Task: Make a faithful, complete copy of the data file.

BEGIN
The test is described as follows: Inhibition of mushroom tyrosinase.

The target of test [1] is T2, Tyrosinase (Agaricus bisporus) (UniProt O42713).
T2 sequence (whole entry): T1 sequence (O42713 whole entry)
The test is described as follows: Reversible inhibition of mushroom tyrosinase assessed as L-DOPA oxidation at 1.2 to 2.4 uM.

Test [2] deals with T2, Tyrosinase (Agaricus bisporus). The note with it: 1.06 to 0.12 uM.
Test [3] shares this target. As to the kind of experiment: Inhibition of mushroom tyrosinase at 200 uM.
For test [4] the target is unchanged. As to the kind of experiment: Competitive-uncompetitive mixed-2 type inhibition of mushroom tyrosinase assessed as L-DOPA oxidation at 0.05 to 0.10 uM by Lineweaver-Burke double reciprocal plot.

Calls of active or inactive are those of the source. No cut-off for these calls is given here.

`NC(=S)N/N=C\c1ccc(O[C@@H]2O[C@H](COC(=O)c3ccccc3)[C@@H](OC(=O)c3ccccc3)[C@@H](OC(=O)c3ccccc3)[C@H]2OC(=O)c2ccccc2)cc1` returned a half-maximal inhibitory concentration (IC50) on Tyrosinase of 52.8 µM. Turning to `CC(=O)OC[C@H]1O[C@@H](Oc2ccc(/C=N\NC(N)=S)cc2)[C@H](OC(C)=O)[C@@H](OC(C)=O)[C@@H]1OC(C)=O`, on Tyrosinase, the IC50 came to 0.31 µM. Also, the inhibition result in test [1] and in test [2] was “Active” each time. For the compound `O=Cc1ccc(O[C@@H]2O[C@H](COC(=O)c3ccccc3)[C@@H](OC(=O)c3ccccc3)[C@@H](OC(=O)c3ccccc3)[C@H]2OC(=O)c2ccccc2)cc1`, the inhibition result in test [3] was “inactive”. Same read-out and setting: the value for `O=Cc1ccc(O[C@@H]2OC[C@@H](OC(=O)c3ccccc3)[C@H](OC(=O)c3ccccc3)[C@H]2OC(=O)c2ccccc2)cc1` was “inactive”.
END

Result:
The test is described as follows: Inhibition of mushroom tyrosinase.

The target of test [1] is T2, Tyrosinase (Agaricus bisporus) (UniProt O42713).
T2 sequence (whole entry): T1 sequence (O42713 whole entry)
The test is described as follows: Reversible inhibition of mushroom tyrosinase assessed as L-DOPA oxidation at 1.2 to 2.4 uM.

Test [2] deals with T2, Tyrosinase (Agaricus bisporus). The note with it: 1.06 to 0.12 uM.
Test [3] shares this target. As to the kind of experiment: Inhibition of mushroom tyrosinase at 200 uM.
For test [4] the target is unchanged. As to the kind of experiment: Competitive-uncompetitive mixed-2 type inhibition of mushroom tyrosinase assessed as L-DOPA oxidation at 0.05 to 0.10 uM by Lineweaver-Burke double reciprocal plot.

Calls of active or inactive are those of the source. No cut-off for these calls is given here.

`NC(=S)N/N=C\c1ccc(O[C@@H]2O[C@H](COC(=O)c3ccccc3)[C@@H](OC(=O)c3ccccc3)[C@@H](OC(=O)c3ccccc3)[C@H]2OC(=O)c2ccccc2)cc1` returned a half-maximal inhibitory concentration (IC50) on Tyrosinase of 52.8 µM. Turning to `CC(=O)OC[C@H]1O[C@@H](Oc2ccc(/C=N\NC(N)=S)cc2)[C@H](OC(C)=O)[C@@H](OC(C)=O)[C@@H]1OC(C)=O`, on Tyrosinase, the IC50 came to 0.31 µM. Also, the inhibition result in test [1] and in test [2] was “Active” each time. For the compound `O=Cc1ccc(O[C@@H]2O[C@H](COC(=O)c3ccccc3)[C@@H](OC(=O)c3ccccc3)[C@@H](OC(=O)c3ccccc3)[C@H]2OC(=O)c2ccccc2)cc1`, the inhibition result in test [3] was “inactive”. Same read-out and setting: the value for `O=Cc1ccc(O[C@@H]2OC[C@@H](OC(=O)c3ccccc3)[C@H](OC(=O)c3ccccc3)[C@H]2OC(=O)c2ccccc2)cc1` was “inactive”.